No, seriously, Verdi does give her some truly great music. Doesn't 'Ai nostri monti' tear at the heart strings, especially when her 'son' and his lover are arguing in the background.

And she gets the last line and it's a doozy!

Larry Rinkel

  • Guest
Re: mothers in opera
« Reply #71 on: April 24, 2007, 05:36:03 AM »
Don't forget Virgil Thomson's The Mother of Us All.

Offline knight66

  • Global Moderator
  • *
  • Posts: 9834
  • Location: Edinburgh
Re: mothers in opera
« Reply #72 on: April 24, 2007, 06:20:15 AM »
Larry, Yet another new one on me, care to advocate it.

Azucena's music is esp. dramatic in that Act 4 scene 2, Ai nostri monti that you mention Hector. When I run it through my head I can only hear Brigitte Fassbaender, who made the words so vivid. I felt that she bested even the best native Italian singers.

Mike
DavidW: Yeah Mike doesn't get angry, he gets even.
I wasted time: and time wasted me.

Offline Maciek

  • Ban them all!
  • Global Moderator
  • *
  • Posts: 5200
Re: mothers in opera
« Reply #73 on: April 24, 2007, 01:53:29 PM »
Well, the thread seems pretty desperate, so I'll chime in after all. 0:)

The best opera composer ever, as you have all probably guessed by now is... yes, of course, Joanna Bruzdowicz.

Now, I've never seen or heard any of her operas but I've read a synopsis of her The Trojan Women (based on the tragedy by Euripides) where Hecuba is one of the main characters (or perhaps even the main). By the time the action of the opera takes place her son Hector and husband Priamus are both dead and she has only to witness the death of her grandson. Her demeanor throughout the opera befits the queen she is - faced by the fate of a slave she decides to commit suicide (here the opera departs from the Greek play). It seems she was a very decent mother, wife and grandmother, a proud queen, and her end is aptly heroic. And you definitely can't accuse her of any wrongdoings in dealing with her family. There's not much she can do but she does what is possible...

Well, you can't blame me for trying... ;D

According to the book, the work was premiered in France, in Saint-Denis in 1973.

m_gigena

  • Guest
Re: mothers in opera
« Reply #74 on: April 24, 2007, 02:56:47 PM »
A bad mother is Amahl's mom... she sold his son's sheeps.

Larry Rinkel

  • Guest
Re: mothers in opera
« Reply #75 on: April 24, 2007, 06:51:41 PM »
Larry, Yet another new one on me, care to advocate it.

No. I loathe Virgil Thomson's musc. TMofUA is an opera about Susan B. Anthony.

Offline Tsaraslondon

  • Veteran member
  • *
  • Posts: 2260
    • My blog
  • Location: London, UK
Re: mothers in opera
« Reply #76 on: April 24, 2007, 11:45:04 PM »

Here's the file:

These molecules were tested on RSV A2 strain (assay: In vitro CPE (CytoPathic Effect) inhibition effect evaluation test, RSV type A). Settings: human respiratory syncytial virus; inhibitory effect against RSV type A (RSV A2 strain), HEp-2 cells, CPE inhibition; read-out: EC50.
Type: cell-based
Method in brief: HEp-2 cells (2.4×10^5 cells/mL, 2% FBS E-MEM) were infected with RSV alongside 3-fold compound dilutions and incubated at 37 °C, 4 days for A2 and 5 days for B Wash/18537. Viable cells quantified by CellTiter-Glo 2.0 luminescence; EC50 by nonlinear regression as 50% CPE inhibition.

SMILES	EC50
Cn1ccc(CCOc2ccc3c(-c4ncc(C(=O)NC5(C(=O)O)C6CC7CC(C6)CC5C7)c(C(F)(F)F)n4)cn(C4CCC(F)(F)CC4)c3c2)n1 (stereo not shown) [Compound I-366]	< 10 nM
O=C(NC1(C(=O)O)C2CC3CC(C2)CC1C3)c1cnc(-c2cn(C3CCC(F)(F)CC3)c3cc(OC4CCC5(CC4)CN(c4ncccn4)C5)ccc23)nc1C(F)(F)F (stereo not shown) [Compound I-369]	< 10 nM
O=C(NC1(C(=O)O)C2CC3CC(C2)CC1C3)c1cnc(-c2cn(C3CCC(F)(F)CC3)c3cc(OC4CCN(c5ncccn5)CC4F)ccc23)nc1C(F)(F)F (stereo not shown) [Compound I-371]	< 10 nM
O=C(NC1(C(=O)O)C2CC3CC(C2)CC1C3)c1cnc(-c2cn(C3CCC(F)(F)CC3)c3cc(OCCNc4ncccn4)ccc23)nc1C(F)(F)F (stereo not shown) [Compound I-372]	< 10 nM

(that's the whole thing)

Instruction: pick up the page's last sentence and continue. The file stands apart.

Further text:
How about Norma? True, she contemplates killing her children, but, unlike Medea, she cannot bring herslef to do it. The long solo she sings here is one of the most beautiful passages in the opera. Norma reacts as many would, when hearing the man she loves is unfaithful to her. She rants and raves and swears vengeance, but in the end her nobility shines through and she confesses her own guilt, (that of having a lover and children, when she was supposed to be a virgin). Her final plea is to her father to look after her children. I'd say she was a good mother.

And Medea is not really a bad mother. She is unhinged admittedly, but she kills her children out of love for them. She cannot bear the thought of letting them be brought up by a father she hates and his new wife, whom she also loathes. Jason is really the villain in this opera. Don't forget that, not only has he deserted her to marry another, younger Princess, who will improve his social standing, but that he demands that Medea give up her children as well. This is what tips her over the edge. She can't bear the thought of losing them.
\"A beautiful voice is not enough.\" Maria Callas

PerfectWagnerite

  • Guest
Re: mothers in opera
« Reply #77 on: April 25, 2007, 06:40:29 AM »
I got one:

From Copland's the The Tender Land, Laurie's mother. Protective and loving, eventually learning to let her daughter go.

Offline knight66

  • Global Moderator
  • *
  • Posts: 9834
  • Location: Edinburgh
Re: mothers in opera
« Reply #78 on: April 26, 2007, 04:21:51 AM »
Translondon, Sorry I am not moved by your arguments.

Norma....A pyre has been erected. She mounts it, but not alone. Pollione, his love rekindled at the spectacle of her greatness of soul, joins her. In the flames he, too, will atone for their offence before God.

So she is another one who commits suicide instead of shutting up and looking after her children. I wonder how she hid the bump.....but then if she is always Caballe sized, people would possibly not clue in.

Medea....We should all be fortunate enough to avoid such a loving mother.

PW, Does she have a major part to play?

Mike
DavidW: Yeah Mike doesn't get angry, he gets even.
I wasted time: and time wasted me.

Offline Tsaraslondon

  • Veteran member
  • *
  • Posts: 2260
    • My blog
  • Location: London, UK
Re: mothers in opera
« Reply #79 on: April 26, 2007, 05:19:50 AM »
Translondon, Sorry I am not moved by your arguments.

Norma....A pyre has been erected. She mounts it, but not alone. Pollione, his love rekindled at the spectacle of her greatness of soul, joins her. In the flames he, too, will atone for their offence before God.

So she is another one who commits suicide instead of shutting up and looking after her children. I wonder how she hid the bump.....but then if she is always Caballe sized, people would possibly not clue in.

Medea....We should all be fortunate enough to avoid such a loving mother.

PW, Does she have a major part to play?

Mike


Well in Norma's defence, it has to be said, that once she has confessed her guilt, she doesn't actually have any choice about dying. So strictly speaking it is not suicide. And as sung by a Callas, her final plea to her father to save and look after her children would melt the hardest heart. Funny how Callas always saved her most melting tones for the passages about her children.
Incidentally both Ponselle and Callas, two of the greatest Normas, would have had a lot of trouble hiding their bumps. Maybe they just wore voluminous robes for a while or took a priestess sabbatical.

\"A beautiful voice is not enough.\" Maria Callas